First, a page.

MISHRA – The Loft Tapes (Hudson MSR004)

The Loft TapesFronted by guitarist Ford Collier and vocalist-banjo player Kate Griffin, winners of the inaugural Christian Raphael prize at last year’s Cambridge Folk Festival, and augmented by jazz-folk double bassist Joss Mann-Hazell, Mishra are a new Sheffield-based ‘global folk collective’, the instrumentation on their debut album, The Loft Tapes,  encompassing clawhammer banjo, African calabash, Irish whistle and bouzouki with John Ball, their mentor at Sheffield university, guesting on tabla.

Each track a single live take recorded on analogue tape, predominantly self-penned, as you might surmise it straddles several musical styles and cultures, opening with a 50 second drone, whistle and banjo intro improvisation on ‘Raag Jog’, a Hindustani classical raga (the trio are named for a Hindu Brahmin surname), before tabla picks up the thread into ‘Road Dust and Honey’ merging eastern and Gaelic flavours and suggesting such influences as Davy Graham and Jack Rose.

Banjo and whistle make the running on ‘Chase The Sparrowhawk’, another instrumental, that sounds traditional but was written by Collier. Indeed, the album has a balance between tunes and songs, the former also encompassing ‘Jog For Joy’, tabla and banjo playing off each other in a hybrid of raga and jig, and the six-minute jam closer ‘Morphology’ that, in addition to banjo, whistle and table, also features Collier reciting in Tabla Bol, the spoken form of tabla drums.

Returning to the songs, among the their own work particularly noteworthy are the plaintively waltzing Appalachian-shaded ‘Beautfully Blind’ which, for some reason, reminds me of ‘Lord of All Hopefulness’, the jazz-inflected, whistle-driven ‘Taru Taru’ (which may or may not have anything to do with race of magic users in Final Fantasy) and, the most folksy of them all, ‘Keep Your Kindness’, the only number on which Collier and Griffin share the vocal parts.

There’s also two non-originals, the first being an arrangement of ‘Angeline The Baker’, a song written by Stephen Foster for the Christy Minstrels in 1850, in which the narrator (male but sung here by Griffin) laments that he should have married the titular Angeline, a slave who has now been sent away by her owner.

The other, and one which further nods to their Americana sensibilities, is a faithful reading of Gillian Welch’s unsettling Southern Gothic number ‘Scarlet Town’ from The Harrow & The Harvest. Together, they make for an impressive and multi-textured debut and it’ll be interesting to see how they expand their global folk fusions in albums to come.

Mike Davies

Artists’ website: www.mishramusic.co.uk

‘Scarlet Town’ – live:

Mishra announce their debut album

Award winning new band Mishra release their debut album The Loft Tapes on December 7th

Mishra

Mishra are an exciting new band based in Sheffield and led by Ford Collier and Kate Griffin. Ford and Kate won the inaugural Christian Raphael prize at the 2018 Cambridge Folk Festival and used the award money to record their first album as Mishra which they are now touring the country with.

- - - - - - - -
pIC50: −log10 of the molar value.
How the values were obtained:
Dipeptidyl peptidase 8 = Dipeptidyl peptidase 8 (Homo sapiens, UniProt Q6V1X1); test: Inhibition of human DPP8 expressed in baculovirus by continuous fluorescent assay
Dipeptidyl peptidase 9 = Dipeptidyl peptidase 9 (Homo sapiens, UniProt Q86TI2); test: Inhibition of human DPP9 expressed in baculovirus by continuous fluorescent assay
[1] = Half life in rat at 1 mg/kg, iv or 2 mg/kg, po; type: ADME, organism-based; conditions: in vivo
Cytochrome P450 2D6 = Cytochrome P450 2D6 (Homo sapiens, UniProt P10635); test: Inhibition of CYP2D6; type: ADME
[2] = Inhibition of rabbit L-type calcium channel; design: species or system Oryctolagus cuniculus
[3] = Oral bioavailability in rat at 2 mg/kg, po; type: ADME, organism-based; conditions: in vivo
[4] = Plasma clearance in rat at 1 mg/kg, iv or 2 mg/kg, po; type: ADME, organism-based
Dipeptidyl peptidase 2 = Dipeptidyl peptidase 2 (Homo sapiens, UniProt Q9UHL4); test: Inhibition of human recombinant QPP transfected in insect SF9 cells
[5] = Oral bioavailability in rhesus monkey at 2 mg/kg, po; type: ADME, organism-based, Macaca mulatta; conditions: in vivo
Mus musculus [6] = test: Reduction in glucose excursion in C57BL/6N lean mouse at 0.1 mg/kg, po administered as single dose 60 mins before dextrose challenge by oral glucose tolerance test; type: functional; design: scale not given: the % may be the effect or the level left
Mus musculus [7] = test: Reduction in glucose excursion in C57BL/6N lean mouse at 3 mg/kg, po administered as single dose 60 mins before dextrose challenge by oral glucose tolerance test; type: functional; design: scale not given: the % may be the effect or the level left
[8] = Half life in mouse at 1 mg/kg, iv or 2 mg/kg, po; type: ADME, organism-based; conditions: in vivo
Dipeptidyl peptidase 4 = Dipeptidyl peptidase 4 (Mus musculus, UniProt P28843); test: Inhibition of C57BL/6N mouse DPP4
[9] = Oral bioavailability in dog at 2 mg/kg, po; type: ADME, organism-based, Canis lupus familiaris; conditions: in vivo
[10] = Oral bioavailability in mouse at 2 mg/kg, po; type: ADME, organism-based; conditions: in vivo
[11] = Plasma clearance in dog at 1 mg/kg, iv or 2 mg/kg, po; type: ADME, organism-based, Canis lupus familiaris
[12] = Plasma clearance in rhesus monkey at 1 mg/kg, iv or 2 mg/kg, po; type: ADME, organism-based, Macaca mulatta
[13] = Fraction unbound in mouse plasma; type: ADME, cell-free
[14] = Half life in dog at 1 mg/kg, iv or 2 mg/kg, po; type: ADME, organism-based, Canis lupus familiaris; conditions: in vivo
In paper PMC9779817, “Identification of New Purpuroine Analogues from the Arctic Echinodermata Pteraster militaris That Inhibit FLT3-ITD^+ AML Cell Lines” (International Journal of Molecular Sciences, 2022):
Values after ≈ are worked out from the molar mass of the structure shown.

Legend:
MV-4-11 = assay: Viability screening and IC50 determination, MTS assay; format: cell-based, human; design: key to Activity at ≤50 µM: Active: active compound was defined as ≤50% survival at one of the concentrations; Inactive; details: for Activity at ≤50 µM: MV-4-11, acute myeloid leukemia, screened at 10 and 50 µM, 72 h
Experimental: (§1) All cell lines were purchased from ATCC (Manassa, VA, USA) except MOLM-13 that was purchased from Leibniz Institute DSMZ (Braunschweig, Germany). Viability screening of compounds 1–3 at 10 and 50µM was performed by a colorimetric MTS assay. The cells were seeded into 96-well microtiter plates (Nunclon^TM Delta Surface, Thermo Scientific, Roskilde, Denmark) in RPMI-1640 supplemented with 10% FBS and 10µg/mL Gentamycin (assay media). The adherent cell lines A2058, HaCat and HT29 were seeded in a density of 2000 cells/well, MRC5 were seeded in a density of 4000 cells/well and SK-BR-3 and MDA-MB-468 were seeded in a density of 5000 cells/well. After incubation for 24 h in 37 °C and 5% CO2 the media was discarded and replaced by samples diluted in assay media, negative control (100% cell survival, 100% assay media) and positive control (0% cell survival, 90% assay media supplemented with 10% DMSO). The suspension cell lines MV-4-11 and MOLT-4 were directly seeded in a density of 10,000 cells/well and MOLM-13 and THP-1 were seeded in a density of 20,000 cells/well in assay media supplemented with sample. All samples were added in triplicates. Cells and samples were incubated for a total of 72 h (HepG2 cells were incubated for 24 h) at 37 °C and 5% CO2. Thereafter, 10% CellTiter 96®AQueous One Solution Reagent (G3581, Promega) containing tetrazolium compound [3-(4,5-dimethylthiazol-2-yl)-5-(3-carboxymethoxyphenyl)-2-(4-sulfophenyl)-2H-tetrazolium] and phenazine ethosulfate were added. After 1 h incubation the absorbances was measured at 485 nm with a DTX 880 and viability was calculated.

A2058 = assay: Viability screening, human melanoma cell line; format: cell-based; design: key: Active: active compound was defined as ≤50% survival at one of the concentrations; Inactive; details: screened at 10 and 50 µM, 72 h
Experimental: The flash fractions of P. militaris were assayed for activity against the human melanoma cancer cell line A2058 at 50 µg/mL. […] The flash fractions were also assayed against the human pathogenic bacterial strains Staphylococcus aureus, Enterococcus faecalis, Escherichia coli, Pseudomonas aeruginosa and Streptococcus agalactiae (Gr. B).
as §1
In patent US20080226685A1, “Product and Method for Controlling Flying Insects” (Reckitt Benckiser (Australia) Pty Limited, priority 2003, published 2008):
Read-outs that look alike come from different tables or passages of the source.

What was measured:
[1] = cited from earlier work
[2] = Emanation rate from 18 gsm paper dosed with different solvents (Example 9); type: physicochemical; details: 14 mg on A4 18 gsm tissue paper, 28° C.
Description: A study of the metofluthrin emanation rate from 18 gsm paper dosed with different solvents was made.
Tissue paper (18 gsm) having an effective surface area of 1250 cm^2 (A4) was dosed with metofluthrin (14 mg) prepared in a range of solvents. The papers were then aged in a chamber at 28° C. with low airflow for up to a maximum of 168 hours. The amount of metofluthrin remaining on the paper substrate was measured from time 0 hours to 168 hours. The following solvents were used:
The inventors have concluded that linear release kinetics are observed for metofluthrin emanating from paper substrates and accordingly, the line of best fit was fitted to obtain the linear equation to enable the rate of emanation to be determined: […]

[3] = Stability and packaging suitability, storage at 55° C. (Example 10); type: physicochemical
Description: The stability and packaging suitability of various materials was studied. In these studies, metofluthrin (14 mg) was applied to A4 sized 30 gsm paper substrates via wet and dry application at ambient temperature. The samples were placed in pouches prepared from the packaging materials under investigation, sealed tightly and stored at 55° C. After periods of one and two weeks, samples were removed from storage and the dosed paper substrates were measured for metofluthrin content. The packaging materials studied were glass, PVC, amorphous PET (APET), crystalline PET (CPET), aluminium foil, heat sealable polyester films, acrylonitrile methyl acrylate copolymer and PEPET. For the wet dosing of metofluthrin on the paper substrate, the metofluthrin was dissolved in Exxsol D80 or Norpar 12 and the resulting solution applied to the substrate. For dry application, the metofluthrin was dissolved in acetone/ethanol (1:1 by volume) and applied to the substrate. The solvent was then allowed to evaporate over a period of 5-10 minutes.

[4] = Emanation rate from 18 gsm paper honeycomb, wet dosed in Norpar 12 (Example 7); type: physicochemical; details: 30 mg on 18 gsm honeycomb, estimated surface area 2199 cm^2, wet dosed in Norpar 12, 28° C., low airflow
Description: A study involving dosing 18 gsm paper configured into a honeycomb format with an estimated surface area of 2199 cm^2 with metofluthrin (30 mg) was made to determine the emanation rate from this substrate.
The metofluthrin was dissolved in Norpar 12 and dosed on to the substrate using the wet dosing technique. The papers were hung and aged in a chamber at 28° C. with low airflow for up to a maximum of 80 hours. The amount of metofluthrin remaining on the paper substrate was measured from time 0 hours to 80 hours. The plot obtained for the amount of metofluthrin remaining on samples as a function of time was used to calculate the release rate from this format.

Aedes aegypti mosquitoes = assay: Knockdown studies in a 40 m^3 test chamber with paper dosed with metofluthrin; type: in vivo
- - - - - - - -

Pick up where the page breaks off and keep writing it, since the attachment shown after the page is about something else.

Mishra describe themselves as a global folk “collective”. With strong roots in U.K folk, they weave a tight web of intricate, Indian-influenced original music that defies genre labels. Led by Kate Griffin’s voice and inimitable clawhammer banjo and driven by Ford Collier’s continent-hopping instrumental skills (Indian tabla, African calabash, Irish whistle and guitar). Ford and Kate were both separately shortlisted for the 2018 BBC Radio 2 Young Folk Awards in different projects. Both are already accomplished folk musicians (The Drystones and The Unsung Roots) 2018 saw them play Sidmouth Folk Week, Cambridge Folk Festival, Priddy Folk Festival and many more.

Until 2019, Mishra performed as a duo under the name Kate Griffin and Ford Collier; their sound has now been further underpinned by the addition of versatile jazz-folk double-bassist and bouzouki player and fellow Sheffield University alumni Joss Mann-Hazell.

For the debut Mishra album it was important to Kate and Ford that they capture the spirit of their live performances. So each track is made from a single take recorded live on analogue tape. They did this in the seclusion of a farmhouse loft in a secret Gloucestershire location. The result captures the energy of performance and the atmosphere of the setting. It’s interesting to note that on the final track ‘Morphology’, Ford recites inTabla Bol (the spoken form of the tabla drums).

As Ford says “We didn’t want the recording process to interfere with our music. We wanted to capture the fun we have in performing”. For these loft tapes they were joined by their Sheffield university mentor John Ball who is an accomplished table player and has been a mentor to the Mishra performers. His contribution allowed Mishra to produce a full band sound on live-in-room analogue tapes.

Kate says “It was such a pleasure to work with John and it helped us achieve our musical vision. He got all of us passionate about this music, so it was great to have him with us as we finished this project”

The Loft Tapes is officially released on 7th December at a concert in Kate’s hometown of Kempsford and Mishra will be touring the album across the UK in November ahead of the launch. You can find out more about their “uniquely accessible Indo-folk” on their website www.mishramusic.co.uk .

‘Taru Taru’ – live: